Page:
Have questions about how donation and transplantation actually works? That’s ok. It’s a complex process designed to provide donors with the utmost respect and care and to ensure the gifts of donors save as many lives as possible. Take a look at some of the most frequently asked questions below. Want more info on how the process works? Click here for everything you need to know.
What can be donated?
An organ donor can save the lives of up to eight people by giving their heart, lungs, kidneys, liver, small intestine, and pancreas. A tissue donor can save and heal more than 75 lives through the donation of skin, cartilage, corneas, fascia, heart valves, and veins.
Am I too old to be a donor?
Never rule yourself out! Everyone may be considered for organ and tissue donation regardless of age. In every case, medical suitability is determined at the time of death. The oldest organ donor on record was 94!
If the hospital knows I want to be a donor, will the doctors still try to save my life?
Absolutely. Medical professionals' only goal is to save your life. Additionally, medical professionals do not have access to your registration status on the Ohio Donor Registry. Only organ procurement organizations, like Lifebanc, can access that information. Organ and tissue donation takes place only after all efforts to save your life have failed and your family has been consulted.
Are there any religious objections to donation?
All major religions in the United States support organ, eye and tissue donation and view it as a final act of love and generosity toward others.
If I have a designation on my driver’s license, why should I still discuss organ and tissue donation with my family?
Everyone should talk to their family about their decision to be a registered organ, eye and tissue donor. Informing your family of your decision will ensure that they know your wishes to save and heal lives are being honored.
Will being a donor add expenses to my medical or funeral bills?
Donation costs nothing to the donor's family or estate. Lifebanc or the organ procurement organization of the region is responsible for all costs related to the donation process. Medical treatments prior to the declaration of death, funeral costs, memorial services or burial plans remain the family's responsibility.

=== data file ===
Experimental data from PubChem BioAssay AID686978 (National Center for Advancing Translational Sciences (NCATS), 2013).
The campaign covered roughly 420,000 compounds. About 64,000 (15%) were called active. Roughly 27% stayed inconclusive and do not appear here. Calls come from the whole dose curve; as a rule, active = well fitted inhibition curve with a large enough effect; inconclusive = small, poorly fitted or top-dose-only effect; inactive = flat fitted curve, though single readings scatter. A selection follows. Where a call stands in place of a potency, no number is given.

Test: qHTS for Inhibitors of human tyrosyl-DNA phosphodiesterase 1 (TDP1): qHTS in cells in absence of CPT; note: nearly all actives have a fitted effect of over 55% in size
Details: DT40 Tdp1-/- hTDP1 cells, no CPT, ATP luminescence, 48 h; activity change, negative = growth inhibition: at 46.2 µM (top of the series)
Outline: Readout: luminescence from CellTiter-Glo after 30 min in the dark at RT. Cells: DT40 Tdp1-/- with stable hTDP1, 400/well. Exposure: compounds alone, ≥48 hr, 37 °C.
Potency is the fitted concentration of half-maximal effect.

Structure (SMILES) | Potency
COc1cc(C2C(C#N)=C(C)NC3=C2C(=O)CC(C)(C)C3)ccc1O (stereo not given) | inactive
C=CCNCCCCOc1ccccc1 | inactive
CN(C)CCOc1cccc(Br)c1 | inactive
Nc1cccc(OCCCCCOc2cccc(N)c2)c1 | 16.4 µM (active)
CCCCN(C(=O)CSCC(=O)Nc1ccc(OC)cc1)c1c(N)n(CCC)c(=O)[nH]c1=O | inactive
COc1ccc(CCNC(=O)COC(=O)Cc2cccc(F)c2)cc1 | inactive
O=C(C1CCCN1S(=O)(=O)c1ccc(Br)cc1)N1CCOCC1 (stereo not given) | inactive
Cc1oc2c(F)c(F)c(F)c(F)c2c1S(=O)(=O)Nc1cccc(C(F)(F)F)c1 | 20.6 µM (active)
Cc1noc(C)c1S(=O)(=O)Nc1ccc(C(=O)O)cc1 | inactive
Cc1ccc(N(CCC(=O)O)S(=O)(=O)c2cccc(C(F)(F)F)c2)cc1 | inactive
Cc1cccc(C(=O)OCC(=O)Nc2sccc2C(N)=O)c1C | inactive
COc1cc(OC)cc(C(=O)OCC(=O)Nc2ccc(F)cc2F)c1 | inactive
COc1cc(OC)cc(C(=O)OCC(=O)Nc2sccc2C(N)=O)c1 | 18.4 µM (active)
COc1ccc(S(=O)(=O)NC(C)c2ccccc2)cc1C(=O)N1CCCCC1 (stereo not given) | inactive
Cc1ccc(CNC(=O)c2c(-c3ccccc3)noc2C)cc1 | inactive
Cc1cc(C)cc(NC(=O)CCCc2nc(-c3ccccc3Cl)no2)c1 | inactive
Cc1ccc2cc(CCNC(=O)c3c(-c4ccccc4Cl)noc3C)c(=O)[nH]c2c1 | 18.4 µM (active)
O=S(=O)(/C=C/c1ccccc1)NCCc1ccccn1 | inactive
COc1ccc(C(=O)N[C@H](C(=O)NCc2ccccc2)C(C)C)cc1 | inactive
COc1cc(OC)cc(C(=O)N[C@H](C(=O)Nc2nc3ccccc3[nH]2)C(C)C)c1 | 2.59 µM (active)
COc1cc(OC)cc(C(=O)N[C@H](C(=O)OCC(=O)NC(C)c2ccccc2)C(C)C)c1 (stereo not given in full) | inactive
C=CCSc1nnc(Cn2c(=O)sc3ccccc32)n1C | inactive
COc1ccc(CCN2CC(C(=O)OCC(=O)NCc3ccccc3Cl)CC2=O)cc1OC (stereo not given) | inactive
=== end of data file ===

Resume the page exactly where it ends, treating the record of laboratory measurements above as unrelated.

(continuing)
Will donation affect my funeral arrangements?
Highly-trained medical professionals recover organs and tissue by way of a surgical procedure that is performed in a respectful manner. In most cases, traditional funeral practices - including open-casket viewing - may follow the donation process. Lifebanc also works closely with the families of donors on special requests that involve the care of their loved one.
Can celebrities or wealthy people use their money and influence to buy an organ or be placed at the top of the waiting list?
No! The lists for those waiting for an organ are heavily regulated and managed by the United Network for Organ Sharing. Identifying information about donors and recipients is not shared between organ procurement organizations and transplant centers. Matching for available organs is done by a formula that includes clinical information (blood type, antigens, organ size, etc.), the severity of a potential recipient's condition, and the distance between a donor and recipient.
Will my family know the identity of the organ recipient(s)?
The identities of the donor and the recipient(s) remain confidential. The donor family may opt to receive a letter that confirms the success of transplantation(s) and includes some general information about each recipient. If donor families or recipients have questions about the communication process, please contact the Lifebanc Bereavement Services Coordinator at 216-820-4805 or firstname.lastname@example.org.